Listen to Your Own Advice: The Transition Home after Travelling


Can’t really grumble about the cycle routes.

Right then, so Emma and I are back in the UK! We chugged into Brighton marina aboard Gertha about three weeks ago now.

Being back is, of course, strange. After 19 months of travelling (and the majority of those months without money), this isn’t much of a surprise. There are the obvious things: the fact that the oven is static and unhinged, and we’re not cooking in the middle of an ocean. Then there’s the fact that we’ve been staying at family and friend’s homes, eating the most luxurious food and drinking good alcohol, after a year on the road eating whatever we came by, if anything. There is, too, the fact that we can now speak to everyone in our native tongue, which is actually slightly more difficult than I imagined. Both Emma and I have found ourselves tongue-tied after muddling our way through in Spanish for the last year.

All of these are very enjoyable things to readjust to, and I can see already that it would be so easy, after all the dust settles, to fall back into the life I was living before. I was lucky in that I had a decent job, working with friends in London. But city life made me unwell, and I’m not best suited to a 9 – 5 day.

I keep finding myself thinking back to something I said to Roz Savage during our interview from a Colombian toilet a few months back:

“Don’t let go of what you learned, otherwise it’s not a lesson.”

Often we are pretty bad at taking our own advice, or listening to what we think are our own good ideas, but this time around I’m making sure to listen to myself. The fact is, often we have our best thoughts in or on the toilet. Certainly there weren’t many showers in those days for me to have thoughts in.

The results of some very warm welcoming.

The results of some very warm welcoming.

Since we got back Emma and I have basically been travelling back and forth between family members and some friends too, visiting, catching up, fattening up and then rolling off again on our bikes to the next family member. We’ve spent a coupe of weeks in the south and a couple in the north, changing location every few days, and yet we’ve still got so many people to see, to spend time with and to thank.

We’ve racked up more mileage on our bicycles than ever before in such a short period. We are shattered.

And we are excited. Because all of the things we were planning and dreaming of as we travelled around Latin America are showing promising signs of actually coming to fruition. But that will require some focus, and commitment to the things that we learned on the road.

A beautiful little path in by the River Wey.

The next few months are going to be interesting, as we acclimatise to life back in the UK. So far it has been a fairly simple (though exhausting) transition. We arrived to the most beautiful summer I can remember, with warm and generous receptions from our families. So it doesn’t really feel like Emma and I are homeless and broke, even though we are actually homeless and broke.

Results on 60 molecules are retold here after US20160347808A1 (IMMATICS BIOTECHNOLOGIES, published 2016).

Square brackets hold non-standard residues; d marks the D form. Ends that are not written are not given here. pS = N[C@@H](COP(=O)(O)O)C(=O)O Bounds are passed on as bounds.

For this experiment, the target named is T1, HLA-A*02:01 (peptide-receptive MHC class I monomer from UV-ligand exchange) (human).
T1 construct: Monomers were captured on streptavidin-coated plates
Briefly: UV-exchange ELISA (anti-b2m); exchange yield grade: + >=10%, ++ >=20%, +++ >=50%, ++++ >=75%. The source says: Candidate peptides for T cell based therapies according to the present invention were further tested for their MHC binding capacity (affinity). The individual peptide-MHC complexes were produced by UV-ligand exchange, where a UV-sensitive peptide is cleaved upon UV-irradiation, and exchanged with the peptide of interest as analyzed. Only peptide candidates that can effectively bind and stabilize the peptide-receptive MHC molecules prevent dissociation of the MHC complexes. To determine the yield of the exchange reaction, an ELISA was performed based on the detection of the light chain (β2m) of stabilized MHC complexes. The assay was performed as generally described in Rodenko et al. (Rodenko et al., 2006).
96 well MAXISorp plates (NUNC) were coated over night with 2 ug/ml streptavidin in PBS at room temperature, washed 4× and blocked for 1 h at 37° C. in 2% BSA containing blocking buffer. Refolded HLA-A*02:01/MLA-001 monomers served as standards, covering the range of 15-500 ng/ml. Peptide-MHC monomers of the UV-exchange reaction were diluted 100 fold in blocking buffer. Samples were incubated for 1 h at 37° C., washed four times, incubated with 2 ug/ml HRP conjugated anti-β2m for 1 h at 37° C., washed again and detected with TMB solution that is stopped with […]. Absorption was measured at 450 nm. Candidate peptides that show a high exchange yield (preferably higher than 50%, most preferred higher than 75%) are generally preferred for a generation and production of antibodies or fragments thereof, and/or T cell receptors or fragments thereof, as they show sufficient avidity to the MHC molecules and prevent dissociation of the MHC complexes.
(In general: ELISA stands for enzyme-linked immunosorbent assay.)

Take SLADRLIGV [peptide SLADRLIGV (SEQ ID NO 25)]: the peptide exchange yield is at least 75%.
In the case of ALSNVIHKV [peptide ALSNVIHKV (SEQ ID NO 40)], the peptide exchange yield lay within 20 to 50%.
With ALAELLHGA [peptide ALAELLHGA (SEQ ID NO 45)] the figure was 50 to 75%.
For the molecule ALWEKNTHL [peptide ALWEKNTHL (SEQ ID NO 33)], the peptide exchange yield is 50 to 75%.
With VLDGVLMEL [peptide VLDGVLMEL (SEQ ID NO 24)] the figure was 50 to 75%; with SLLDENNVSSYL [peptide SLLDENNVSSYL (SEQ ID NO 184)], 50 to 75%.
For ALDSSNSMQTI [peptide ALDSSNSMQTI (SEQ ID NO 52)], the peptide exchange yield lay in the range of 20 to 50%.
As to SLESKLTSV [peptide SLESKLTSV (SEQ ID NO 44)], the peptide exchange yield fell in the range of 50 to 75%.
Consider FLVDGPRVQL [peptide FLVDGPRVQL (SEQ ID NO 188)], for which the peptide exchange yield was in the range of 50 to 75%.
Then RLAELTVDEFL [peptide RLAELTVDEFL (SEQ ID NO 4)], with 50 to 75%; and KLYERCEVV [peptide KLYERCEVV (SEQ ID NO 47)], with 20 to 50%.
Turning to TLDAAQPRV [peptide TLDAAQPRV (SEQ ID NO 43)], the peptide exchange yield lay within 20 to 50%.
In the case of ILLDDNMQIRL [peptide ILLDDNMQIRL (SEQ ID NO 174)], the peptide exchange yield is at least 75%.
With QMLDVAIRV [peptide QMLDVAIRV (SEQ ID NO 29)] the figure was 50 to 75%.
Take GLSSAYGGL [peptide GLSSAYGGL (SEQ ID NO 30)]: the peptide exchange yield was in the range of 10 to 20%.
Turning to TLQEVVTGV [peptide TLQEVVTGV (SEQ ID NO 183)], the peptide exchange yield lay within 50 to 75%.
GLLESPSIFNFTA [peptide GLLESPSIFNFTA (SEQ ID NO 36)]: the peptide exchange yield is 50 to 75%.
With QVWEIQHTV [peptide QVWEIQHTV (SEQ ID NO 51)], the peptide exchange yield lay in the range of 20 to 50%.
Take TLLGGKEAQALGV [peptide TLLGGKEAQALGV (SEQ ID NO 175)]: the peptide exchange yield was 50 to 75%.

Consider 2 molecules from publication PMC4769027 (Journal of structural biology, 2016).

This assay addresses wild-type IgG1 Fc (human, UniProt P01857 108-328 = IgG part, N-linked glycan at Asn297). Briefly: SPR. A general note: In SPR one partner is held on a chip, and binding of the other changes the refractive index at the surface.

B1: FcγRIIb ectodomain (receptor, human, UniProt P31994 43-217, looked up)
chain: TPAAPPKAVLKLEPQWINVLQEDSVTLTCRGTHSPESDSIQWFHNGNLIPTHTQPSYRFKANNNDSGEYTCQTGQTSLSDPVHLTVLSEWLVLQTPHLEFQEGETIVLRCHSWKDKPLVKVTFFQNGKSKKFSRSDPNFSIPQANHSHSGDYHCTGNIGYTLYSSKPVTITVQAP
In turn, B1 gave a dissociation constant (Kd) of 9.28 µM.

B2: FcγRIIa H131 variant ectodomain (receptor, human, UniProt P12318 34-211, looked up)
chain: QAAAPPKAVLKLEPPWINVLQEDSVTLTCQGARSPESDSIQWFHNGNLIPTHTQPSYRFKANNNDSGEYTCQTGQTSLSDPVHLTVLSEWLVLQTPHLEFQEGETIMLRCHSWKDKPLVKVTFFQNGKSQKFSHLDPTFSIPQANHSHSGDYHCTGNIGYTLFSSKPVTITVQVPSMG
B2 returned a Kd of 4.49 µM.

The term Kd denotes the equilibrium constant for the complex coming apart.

But if there’s one thing that I’ve learned repeatedly from travelling without money is that being homeless and broke isn’t half as bad as you might expect. In fact, it has treated us rather well, and continues to do so now. Even when we stop sapping our families’ generosity and resources in the near future, we know that we can continue to live a very happy life with very little money, very few possessions and no fixed abode. We will be continuing our apprenticeship on farms around the UK and then comes the next challenge: building our own project, on our own little shared piece of land with some dear friends.

So, as we transition from travelling to, well, travelling in a different way, our uncertain journey will continue and it feels every bit as exciting and pregnant to us as those distant days before we set off for South America.

We’ll be sharing a lot more on this blog, as well as catching up with some more of our experiences from the road. You can expect to read about foraging, farming, hitchhiking, moneyless travel, crowdfunding, sea-vomitting and lots more.

For the moment, apologies to those of you who we’ve yet to contact/visit/thank properly, and sorry too to our lovely readers for not being very good bloggers! Your readership and support mean a lot to us, really they do, so we shall be better from here on out. Life is rather hectic right now. But it will calm down soon and we’ll gradually have more time to catch up.

No money to buy panniers, no worries. Just bodge it together with what you’ve got!


6 thoughts on “Listen to Your Own Advice: The Transition Home after Travelling

  1. Welcome home guys! Great article. I returned back home after 20months of traveling; I do understand what you are talking about (moneyless and broke), still it is great not to depend that much on money and travel as a hobo, I did enjoy it a lot and can not wait to set up another adventure.
    I am also getting into habit to speak my mother tongue again (Slovak). You can imagine that it is much more dificult to meet someone speaking Slovak than English 🙂


    • Hello Pimentona,

      It’s good to hear from someone going through a similar experience to us! Moneyless and broke isn’t so bad when you’re armed with the right knowledge and experience, is it? What’s next for you? Do you know?

      Good luck getting back into your mother tongue. I am really struggling and finding myself embarrassingly tongue-tied!




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